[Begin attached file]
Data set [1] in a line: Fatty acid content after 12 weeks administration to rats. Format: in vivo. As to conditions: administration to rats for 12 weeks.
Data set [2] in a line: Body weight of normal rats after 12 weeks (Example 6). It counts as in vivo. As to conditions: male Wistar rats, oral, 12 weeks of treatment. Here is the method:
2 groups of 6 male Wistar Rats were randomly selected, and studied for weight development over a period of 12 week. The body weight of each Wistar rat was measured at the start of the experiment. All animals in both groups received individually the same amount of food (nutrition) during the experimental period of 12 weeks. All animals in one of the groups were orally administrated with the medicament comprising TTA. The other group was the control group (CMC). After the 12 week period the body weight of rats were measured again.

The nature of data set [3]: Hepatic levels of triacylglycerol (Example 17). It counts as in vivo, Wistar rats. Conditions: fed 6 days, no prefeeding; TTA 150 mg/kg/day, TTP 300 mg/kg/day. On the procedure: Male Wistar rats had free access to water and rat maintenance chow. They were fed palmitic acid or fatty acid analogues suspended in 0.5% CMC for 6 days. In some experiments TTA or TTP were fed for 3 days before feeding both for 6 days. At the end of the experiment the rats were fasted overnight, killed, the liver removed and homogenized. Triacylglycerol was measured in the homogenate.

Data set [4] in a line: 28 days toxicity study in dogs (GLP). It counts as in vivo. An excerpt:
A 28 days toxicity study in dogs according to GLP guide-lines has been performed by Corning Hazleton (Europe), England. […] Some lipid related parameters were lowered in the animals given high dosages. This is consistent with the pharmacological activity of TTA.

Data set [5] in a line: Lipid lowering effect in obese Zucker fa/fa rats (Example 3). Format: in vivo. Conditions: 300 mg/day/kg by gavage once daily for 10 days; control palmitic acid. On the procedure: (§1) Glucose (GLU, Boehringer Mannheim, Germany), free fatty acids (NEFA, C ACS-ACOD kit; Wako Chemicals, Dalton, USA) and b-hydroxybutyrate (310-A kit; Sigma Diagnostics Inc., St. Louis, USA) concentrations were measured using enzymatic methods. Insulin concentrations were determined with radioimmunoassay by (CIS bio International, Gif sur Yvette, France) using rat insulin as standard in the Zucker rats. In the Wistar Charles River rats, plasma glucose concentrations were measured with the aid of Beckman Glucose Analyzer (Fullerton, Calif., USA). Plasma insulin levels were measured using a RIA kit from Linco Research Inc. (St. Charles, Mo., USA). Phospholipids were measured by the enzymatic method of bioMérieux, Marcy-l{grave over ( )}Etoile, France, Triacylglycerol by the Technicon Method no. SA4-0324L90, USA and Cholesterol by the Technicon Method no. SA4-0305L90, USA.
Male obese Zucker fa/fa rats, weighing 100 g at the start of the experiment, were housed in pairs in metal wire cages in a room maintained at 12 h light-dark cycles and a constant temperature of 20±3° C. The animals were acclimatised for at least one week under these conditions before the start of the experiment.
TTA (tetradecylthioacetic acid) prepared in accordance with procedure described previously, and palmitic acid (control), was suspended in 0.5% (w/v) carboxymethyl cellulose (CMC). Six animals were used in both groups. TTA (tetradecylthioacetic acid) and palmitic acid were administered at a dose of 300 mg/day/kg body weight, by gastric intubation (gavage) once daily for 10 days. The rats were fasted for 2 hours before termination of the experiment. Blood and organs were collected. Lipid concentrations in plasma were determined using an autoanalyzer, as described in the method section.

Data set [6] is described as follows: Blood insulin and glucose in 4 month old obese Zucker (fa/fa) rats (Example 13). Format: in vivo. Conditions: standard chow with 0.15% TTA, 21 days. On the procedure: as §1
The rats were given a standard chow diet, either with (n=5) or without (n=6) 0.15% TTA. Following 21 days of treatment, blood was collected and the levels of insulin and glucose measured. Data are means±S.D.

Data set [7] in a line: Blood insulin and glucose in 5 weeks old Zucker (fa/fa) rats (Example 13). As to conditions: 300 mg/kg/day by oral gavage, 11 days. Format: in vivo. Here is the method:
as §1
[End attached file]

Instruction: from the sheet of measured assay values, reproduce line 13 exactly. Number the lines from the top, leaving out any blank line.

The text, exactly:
as §1